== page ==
Corporate climate futures in the making: Why we need research on the politics of Science-Based Targets

Joachim Peter Tilsted*, Ellen Palm, Anders Bjørn, Jens Friis Lund

*Corresponding author for this work

Research output: Contribution to journalComment/debateResearchpeer-review

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In this Perspective article, we call for more scholarly attention to the politics of the Science-Based Targets initiative (SBTi). Specifically, we argue for a need to examine the emission pathways and decarbonised futures that are expressed and promoted through Science-Based Targets and what futures they render more likely in the pursuit of low-carbon transitions. We highlight how the SBTi's guidance material is characterized by a narrow and linear view of science (as input) as well as a similarly narrow portrayal of decarbonised futures (as outcome), despite the negotiated character of target-setting and the open-endedness of transitions. The SBTi thus currently tends towards obscuring the politics embedded within it and promoting an incumbent-driven transition, thereby legitimizing a transition shaped by some of the world's largest corporations and, in this sense, shielding them from democratic control. This argument illustrates the need for more scholarly engagement with the politics of knowledge that informs the SBTi and its governance framework. On a broader note, it highlights the need for continued critical engagement with corporate climate governance as it develops and takes on more ambitious forms.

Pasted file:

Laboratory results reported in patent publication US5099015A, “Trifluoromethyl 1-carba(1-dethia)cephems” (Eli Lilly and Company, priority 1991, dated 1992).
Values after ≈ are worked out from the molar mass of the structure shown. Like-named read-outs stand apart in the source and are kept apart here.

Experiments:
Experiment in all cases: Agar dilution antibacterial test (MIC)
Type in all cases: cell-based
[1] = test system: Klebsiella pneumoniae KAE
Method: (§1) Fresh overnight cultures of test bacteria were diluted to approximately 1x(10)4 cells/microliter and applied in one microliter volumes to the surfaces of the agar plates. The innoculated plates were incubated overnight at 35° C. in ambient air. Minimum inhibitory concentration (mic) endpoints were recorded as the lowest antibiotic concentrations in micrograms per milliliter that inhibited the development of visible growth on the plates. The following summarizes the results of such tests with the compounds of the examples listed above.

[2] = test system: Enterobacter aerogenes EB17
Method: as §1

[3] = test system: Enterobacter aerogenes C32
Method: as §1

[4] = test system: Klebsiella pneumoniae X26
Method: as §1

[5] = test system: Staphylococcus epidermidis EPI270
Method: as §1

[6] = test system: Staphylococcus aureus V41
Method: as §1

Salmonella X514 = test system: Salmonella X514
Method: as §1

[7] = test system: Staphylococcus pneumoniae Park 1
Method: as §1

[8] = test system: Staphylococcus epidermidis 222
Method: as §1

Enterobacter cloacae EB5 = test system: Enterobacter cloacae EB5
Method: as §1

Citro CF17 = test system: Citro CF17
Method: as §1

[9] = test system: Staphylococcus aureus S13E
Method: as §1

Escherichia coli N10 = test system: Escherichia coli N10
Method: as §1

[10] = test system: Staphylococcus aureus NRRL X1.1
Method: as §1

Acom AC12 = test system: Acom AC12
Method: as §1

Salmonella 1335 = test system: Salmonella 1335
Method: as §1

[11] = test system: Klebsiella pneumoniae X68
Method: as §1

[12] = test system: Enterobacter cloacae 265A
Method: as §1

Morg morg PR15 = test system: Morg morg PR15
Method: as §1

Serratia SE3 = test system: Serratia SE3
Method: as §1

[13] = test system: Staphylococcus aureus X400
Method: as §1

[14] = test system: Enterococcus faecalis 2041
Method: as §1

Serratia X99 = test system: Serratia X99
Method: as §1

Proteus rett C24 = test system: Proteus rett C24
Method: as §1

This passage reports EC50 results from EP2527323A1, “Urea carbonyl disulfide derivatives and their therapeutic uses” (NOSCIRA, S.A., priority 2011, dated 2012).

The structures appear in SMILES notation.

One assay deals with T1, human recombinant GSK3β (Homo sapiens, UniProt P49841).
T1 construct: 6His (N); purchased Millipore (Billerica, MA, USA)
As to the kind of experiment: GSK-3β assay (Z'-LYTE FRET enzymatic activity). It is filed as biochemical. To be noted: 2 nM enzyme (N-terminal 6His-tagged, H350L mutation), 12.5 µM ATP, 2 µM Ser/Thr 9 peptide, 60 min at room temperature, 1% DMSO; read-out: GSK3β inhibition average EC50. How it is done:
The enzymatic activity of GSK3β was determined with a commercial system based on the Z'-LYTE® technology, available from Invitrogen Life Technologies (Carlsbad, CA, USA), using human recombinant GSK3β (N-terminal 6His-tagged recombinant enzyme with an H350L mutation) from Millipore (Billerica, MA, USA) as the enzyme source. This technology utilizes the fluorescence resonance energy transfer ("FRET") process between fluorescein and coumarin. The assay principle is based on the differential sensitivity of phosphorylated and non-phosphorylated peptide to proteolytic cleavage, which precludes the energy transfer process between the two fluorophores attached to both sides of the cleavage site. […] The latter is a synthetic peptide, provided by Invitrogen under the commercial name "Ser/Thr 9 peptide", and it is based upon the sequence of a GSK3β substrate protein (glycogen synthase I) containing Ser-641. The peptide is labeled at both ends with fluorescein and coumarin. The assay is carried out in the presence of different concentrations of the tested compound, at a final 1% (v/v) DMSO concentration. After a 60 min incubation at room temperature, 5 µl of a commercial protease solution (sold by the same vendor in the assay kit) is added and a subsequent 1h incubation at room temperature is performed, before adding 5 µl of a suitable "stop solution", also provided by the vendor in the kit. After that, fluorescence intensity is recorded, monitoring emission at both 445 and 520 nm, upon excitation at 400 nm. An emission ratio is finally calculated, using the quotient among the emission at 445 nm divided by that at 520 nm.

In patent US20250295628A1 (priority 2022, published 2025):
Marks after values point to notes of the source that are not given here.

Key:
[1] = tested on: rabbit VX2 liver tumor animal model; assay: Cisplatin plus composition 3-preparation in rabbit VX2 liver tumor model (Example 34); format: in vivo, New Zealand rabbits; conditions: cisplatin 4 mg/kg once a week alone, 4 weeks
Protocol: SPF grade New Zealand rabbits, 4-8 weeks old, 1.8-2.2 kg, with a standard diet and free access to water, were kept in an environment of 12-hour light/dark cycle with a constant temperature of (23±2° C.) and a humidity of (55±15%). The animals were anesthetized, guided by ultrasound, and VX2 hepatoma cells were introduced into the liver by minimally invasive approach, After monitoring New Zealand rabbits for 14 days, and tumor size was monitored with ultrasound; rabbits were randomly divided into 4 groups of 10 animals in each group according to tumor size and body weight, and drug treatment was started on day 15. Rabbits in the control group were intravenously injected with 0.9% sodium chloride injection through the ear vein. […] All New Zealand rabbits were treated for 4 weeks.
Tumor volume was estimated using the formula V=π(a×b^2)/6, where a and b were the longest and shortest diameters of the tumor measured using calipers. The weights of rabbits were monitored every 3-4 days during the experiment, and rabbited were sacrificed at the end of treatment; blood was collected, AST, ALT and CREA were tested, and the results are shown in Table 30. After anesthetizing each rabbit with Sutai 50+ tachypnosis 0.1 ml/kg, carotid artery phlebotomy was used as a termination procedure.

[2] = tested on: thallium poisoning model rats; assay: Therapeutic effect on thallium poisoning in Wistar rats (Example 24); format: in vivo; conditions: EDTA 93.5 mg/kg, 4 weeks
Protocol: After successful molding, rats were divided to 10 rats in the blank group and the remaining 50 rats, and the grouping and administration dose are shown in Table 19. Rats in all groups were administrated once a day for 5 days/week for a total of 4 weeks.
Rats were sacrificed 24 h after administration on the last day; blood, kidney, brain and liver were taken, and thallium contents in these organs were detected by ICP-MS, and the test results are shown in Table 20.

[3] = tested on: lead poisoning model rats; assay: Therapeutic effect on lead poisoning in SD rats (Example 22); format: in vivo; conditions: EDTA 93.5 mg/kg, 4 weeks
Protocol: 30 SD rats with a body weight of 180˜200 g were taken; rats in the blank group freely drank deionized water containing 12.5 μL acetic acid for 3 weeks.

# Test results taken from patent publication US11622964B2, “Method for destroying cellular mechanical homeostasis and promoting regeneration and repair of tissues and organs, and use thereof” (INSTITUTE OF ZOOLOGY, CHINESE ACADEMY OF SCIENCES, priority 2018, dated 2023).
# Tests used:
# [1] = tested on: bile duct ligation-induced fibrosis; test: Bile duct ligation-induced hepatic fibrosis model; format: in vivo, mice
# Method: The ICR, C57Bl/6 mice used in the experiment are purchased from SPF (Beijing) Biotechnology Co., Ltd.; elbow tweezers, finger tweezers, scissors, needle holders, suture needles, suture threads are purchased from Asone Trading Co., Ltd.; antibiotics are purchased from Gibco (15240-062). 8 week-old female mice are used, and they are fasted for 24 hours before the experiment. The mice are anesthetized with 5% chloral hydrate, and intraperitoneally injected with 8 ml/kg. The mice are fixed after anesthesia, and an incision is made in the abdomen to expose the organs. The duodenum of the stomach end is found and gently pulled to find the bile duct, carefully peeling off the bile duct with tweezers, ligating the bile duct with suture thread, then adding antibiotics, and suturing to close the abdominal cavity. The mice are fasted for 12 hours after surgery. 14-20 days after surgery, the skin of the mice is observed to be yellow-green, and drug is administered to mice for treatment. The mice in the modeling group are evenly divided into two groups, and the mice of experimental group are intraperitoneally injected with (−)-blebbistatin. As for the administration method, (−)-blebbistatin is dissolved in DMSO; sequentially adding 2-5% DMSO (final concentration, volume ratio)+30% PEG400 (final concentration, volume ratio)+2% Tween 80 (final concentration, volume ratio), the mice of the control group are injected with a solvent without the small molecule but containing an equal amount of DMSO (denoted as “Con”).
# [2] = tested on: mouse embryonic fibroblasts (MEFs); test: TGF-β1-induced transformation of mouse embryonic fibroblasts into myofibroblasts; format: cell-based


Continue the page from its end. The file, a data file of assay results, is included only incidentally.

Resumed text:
Original languageEnglish
Article number103229
JournalEnergy Research & Social Science
Number of pages9
Publication statusPublished - 2023


  • Science-based targets
  • Corporate climate governance
  • Paris agreement
  • Emission pathways
  • Incumbency


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